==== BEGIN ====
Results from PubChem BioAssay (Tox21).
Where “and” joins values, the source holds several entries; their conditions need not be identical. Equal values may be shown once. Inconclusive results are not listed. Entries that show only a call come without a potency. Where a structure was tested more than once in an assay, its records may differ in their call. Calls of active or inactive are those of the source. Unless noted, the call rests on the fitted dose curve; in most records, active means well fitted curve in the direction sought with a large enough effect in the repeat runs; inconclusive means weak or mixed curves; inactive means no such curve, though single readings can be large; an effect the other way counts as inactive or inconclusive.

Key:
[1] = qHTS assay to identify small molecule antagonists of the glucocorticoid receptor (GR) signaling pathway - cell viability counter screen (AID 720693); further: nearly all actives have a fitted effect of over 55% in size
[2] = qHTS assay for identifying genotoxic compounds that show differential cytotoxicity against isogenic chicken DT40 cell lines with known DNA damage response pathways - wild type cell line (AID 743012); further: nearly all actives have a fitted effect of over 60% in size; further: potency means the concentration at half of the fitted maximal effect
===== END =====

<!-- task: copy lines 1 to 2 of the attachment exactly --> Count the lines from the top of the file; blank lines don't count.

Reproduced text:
Results from PubChem BioAssay (Tox21).
Where “and” joins values, the source holds several entries; their conditions need not be identical. Equal values may be shown once. Inconclusive results are not listed. Entries that show only a call come without a potency. Where a structure was tested more than once in an assay, its records may differ in their call. Calls of active or inactive are those of the source. Unless noted, the call rests on the fitted dose curve; in most records, active means well fitted curve in the direction sought with a large enough effect in the repeat runs; inconclusive means weak or mixed curves; inactive means no such curve, though single readings can be large; an effect the other way counts as inactive or inconclusive.